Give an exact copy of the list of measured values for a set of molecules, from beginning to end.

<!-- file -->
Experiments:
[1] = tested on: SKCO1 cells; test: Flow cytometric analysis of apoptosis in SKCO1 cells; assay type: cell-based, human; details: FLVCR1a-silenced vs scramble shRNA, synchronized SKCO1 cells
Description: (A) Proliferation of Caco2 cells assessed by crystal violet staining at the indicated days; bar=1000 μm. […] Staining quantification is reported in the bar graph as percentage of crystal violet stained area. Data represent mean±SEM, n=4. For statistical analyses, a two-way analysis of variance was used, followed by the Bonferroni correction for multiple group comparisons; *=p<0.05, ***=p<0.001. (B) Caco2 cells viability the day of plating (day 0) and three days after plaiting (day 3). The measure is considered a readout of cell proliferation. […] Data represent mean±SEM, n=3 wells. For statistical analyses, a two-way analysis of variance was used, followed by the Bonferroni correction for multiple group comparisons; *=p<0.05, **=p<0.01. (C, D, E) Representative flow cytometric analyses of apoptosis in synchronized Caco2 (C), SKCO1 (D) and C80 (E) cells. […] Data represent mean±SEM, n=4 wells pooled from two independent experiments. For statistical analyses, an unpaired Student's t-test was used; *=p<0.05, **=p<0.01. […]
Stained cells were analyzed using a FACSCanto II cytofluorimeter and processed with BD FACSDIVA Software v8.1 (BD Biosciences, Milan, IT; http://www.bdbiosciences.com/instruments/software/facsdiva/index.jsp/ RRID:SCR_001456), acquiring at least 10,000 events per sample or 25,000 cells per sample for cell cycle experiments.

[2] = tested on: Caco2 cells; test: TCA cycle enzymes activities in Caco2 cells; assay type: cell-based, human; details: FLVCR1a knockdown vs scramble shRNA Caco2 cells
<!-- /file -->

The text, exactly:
Experiments:
[1] = tested on: SKCO1 cells; test: Flow cytometric analysis of apoptosis in SKCO1 cells; assay type: cell-based, human; details: FLVCR1a-silenced vs scramble shRNA, synchronized SKCO1 cells
Description: (A) Proliferation of Caco2 cells assessed by crystal violet staining at the indicated days; bar=1000 μm. […] Staining quantification is reported in the bar graph as percentage of crystal violet stained area. Data represent mean±SEM, n=4. For statistical analyses, a two-way analysis of variance was used, followed by the Bonferroni correction for multiple group comparisons; *=p<0.05, ***=p<0.001. (B) Caco2 cells viability the day of plating (day 0) and three days after plaiting (day 3). The measure is considered a readout of cell proliferation. […] Data represent mean±SEM, n=3 wells. For statistical analyses, a two-way analysis of variance was used, followed by the Bonferroni correction for multiple group comparisons; *=p<0.05, **=p<0.01. (C, D, E) Representative flow cytometric analyses of apoptosis in synchronized Caco2 (C), SKCO1 (D) and C80 (E) cells. […] Data represent mean±SEM, n=4 wells pooled from two independent experiments. For statistical analyses, an unpaired Student's t-test was used; *=p<0.05, **=p<0.01. […]
Stained cells were analyzed using a FACSCanto II cytofluorimeter and processed with BD FACSDIVA Software v8.1 (BD Biosciences, Milan, IT; http://www.bdbiosciences.com/instruments/software/facsdiva/index.jsp/ RRID:SCR_001456), acquiring at least 10,000 events per sample or 25,000 cells per sample for cell cycle experiments.

[2] = tested on: Caco2 cells; test: TCA cycle enzymes activities in Caco2 cells; assay type: cell-based, human; details: FLVCR1a knockdown vs scramble shRNA Caco2 cells